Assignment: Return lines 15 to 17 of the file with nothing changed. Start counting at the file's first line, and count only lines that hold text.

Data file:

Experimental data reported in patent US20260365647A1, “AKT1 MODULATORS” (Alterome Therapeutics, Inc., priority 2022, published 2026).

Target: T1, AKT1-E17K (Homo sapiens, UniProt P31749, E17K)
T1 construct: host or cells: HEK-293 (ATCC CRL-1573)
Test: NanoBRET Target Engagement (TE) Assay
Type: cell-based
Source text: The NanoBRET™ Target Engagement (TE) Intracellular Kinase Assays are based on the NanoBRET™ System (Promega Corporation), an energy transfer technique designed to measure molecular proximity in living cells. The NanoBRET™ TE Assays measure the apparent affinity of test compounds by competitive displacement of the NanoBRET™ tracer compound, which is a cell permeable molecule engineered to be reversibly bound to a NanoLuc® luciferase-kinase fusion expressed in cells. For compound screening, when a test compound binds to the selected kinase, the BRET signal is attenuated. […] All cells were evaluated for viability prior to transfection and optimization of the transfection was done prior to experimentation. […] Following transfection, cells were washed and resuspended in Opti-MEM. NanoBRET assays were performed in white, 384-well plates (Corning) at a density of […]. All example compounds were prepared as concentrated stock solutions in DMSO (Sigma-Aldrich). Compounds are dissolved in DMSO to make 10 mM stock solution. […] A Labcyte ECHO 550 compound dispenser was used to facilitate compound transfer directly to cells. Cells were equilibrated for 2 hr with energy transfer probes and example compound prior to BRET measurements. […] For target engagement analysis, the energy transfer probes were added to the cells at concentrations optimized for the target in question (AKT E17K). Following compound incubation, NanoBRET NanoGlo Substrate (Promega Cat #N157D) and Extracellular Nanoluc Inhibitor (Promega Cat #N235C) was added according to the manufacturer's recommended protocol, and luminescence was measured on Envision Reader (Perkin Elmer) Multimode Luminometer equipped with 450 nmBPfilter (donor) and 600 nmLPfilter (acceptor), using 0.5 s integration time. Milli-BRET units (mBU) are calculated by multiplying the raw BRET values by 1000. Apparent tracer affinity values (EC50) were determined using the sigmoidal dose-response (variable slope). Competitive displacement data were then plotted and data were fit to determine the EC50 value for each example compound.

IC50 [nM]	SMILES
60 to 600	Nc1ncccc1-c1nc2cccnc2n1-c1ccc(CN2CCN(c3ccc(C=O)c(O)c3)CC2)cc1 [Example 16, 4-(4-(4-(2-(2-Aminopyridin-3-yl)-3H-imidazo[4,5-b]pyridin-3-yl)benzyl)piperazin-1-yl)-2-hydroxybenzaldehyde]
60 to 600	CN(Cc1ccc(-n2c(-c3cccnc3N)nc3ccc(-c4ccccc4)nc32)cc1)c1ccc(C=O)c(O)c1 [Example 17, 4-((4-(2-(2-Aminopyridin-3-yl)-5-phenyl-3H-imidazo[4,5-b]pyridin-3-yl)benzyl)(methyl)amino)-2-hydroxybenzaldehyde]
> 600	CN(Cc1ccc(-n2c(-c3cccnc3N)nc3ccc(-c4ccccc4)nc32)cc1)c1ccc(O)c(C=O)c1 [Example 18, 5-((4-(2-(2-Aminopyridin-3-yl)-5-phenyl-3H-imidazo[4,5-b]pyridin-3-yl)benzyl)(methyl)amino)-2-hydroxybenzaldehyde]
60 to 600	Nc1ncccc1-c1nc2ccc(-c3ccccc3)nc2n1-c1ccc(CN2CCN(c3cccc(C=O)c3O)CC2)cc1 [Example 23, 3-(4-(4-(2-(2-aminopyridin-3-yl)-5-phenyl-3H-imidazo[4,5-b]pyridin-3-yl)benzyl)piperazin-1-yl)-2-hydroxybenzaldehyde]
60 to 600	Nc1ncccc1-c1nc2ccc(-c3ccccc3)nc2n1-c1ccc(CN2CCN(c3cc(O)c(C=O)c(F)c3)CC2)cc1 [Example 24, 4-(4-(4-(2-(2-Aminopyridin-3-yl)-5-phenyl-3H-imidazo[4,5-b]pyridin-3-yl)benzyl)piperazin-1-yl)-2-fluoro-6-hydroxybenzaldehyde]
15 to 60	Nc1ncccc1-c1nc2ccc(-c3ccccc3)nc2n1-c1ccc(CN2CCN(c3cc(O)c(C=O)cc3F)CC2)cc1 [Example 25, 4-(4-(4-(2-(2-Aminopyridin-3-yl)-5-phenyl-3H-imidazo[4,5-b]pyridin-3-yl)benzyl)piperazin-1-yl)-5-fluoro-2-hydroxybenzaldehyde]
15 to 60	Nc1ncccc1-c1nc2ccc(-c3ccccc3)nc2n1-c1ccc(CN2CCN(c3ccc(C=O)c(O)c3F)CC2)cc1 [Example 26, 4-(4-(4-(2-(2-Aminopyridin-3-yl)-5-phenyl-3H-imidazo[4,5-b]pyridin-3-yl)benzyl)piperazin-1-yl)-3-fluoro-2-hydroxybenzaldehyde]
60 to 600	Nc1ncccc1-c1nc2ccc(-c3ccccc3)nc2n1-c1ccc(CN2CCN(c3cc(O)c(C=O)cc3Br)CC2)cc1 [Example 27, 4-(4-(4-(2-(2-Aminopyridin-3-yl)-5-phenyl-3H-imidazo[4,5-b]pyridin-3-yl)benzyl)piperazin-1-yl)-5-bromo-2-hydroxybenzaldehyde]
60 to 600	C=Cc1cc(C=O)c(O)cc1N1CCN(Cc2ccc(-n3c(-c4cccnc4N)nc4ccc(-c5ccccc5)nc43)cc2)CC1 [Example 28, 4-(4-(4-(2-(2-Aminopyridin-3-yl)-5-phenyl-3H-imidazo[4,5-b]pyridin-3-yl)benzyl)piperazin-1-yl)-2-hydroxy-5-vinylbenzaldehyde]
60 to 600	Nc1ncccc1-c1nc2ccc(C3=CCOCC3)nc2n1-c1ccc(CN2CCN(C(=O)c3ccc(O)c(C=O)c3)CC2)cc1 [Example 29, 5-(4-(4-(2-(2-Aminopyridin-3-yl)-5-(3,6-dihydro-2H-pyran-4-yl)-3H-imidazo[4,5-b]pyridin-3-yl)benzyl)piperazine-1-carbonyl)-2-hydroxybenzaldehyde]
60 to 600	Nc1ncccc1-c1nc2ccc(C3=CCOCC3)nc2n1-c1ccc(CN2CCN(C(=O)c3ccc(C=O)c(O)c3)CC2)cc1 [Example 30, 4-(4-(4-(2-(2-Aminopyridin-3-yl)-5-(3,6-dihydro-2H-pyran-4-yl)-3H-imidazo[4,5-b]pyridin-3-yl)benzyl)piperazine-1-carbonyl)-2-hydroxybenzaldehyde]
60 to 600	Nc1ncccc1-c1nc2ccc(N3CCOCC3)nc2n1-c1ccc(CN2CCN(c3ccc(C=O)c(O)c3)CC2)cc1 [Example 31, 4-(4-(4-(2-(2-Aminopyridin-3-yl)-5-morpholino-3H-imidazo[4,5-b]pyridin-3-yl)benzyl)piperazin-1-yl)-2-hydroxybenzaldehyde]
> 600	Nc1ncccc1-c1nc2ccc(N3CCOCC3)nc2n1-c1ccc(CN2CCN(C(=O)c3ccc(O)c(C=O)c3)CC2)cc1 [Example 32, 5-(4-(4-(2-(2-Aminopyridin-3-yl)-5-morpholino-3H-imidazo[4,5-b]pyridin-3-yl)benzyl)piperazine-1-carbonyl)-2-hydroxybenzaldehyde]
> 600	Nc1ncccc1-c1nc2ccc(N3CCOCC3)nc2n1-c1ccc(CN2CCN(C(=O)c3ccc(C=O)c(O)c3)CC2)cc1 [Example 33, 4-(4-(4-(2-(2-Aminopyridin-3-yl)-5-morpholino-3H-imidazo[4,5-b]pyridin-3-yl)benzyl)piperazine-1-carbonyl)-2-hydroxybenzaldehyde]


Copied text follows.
60 to 600	Nc1ncccc1-c1nc2ccc(-c3ccccc3)nc2n1-c1ccc(CN2CCN(c3cc(O)c(C=O)cc3Br)CC2)cc1 [Example 27, 4-(4-(4-(2-(2-Aminopyridin-3-yl)-5-phenyl-3H-imidazo[4,5-b]pyridin-3-yl)benzyl)piperazin-1-yl)-5-bromo-2-hydroxybenzaldehyde]
60 to 600	C=Cc1cc(C=O)c(O)cc1N1CCN(Cc2ccc(-n3c(-c4cccnc4N)nc4ccc(-c5ccccc5)nc43)cc2)CC1 [Example 28, 4-(4-(4-(2-(2-Aminopyridin-3-yl)-5-phenyl-3H-imidazo[4,5-b]pyridin-3-yl)benzyl)piperazin-1-yl)-2-hydroxy-5-vinylbenzaldehyde]
60 to 600	Nc1ncccc1-c1nc2ccc(C3=CCOCC3)nc2n1-c1ccc(CN2CCN(C(=O)c3ccc(O)c(C=O)c3)CC2)cc1 [Example 29, 5-(4-(4-(2-(2-Aminopyridin-3-yl)-5-(3,6-dihydro-2H-pyran-4-yl)-3H-imidazo[4,5-b]pyridin-3-yl)benzyl)piperazine-1-carbonyl)-2-hydroxybenzaldehyde]